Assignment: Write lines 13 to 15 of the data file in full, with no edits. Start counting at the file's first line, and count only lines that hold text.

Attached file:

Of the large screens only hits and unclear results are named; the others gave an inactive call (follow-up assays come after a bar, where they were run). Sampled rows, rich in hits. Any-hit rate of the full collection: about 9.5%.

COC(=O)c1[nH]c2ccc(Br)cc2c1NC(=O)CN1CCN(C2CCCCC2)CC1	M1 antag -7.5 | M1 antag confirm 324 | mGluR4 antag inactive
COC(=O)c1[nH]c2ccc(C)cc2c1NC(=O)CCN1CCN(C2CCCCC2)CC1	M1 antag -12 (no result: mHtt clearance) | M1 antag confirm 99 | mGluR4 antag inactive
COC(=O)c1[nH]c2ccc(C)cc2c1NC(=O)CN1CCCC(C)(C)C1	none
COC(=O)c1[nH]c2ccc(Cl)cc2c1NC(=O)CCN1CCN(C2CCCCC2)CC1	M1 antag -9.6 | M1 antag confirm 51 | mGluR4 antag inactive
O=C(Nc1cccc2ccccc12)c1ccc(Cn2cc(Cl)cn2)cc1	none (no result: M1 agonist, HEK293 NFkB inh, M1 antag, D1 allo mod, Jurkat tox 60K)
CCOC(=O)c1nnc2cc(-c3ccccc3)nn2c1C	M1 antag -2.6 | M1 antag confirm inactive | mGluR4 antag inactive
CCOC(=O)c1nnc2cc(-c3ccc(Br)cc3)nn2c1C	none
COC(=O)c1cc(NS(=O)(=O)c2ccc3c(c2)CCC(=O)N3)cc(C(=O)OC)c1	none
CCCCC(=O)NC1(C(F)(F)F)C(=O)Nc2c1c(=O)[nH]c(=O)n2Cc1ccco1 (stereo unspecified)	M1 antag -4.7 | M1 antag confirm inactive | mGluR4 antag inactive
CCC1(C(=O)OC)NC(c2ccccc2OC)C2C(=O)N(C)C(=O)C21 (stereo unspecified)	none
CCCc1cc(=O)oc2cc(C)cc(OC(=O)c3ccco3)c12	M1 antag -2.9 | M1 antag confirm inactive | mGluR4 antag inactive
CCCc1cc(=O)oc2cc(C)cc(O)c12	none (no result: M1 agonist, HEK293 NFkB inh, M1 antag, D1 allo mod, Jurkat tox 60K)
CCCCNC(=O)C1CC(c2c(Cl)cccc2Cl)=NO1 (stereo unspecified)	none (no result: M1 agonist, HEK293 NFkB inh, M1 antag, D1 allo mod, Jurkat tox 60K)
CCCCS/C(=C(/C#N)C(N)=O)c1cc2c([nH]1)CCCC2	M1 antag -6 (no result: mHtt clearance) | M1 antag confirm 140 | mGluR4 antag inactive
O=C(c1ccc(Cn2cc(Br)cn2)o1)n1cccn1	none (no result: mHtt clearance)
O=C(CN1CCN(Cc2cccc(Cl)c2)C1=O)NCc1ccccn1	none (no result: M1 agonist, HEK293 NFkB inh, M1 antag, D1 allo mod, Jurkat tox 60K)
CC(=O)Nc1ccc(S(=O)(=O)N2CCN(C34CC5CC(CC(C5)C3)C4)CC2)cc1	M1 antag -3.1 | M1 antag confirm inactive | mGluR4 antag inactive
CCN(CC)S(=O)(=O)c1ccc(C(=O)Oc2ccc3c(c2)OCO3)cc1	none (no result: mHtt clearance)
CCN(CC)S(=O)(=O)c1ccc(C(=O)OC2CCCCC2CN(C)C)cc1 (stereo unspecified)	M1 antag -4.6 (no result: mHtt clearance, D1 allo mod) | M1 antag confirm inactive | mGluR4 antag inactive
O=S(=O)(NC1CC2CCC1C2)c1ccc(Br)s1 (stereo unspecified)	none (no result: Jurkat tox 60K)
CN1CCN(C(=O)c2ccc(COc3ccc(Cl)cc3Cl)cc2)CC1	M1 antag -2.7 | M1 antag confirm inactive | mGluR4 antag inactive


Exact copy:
CCCc1cc(=O)oc2cc(C)cc(O)c12	none (no result: M1 agonist, HEK293 NFkB inh, M1 antag, D1 allo mod, Jurkat tox 60K)
CCCCNC(=O)C1CC(c2c(Cl)cccc2Cl)=NO1 (stereo unspecified)	none (no result: M1 agonist, HEK293 NFkB inh, M1 antag, D1 allo mod, Jurkat tox 60K)
CCCCS/C(=C(/C#N)C(N)=O)c1cc2c([nH]1)CCCC2	M1 antag -6 (no result: mHtt clearance) | M1 antag confirm 140 | mGluR4 antag inactive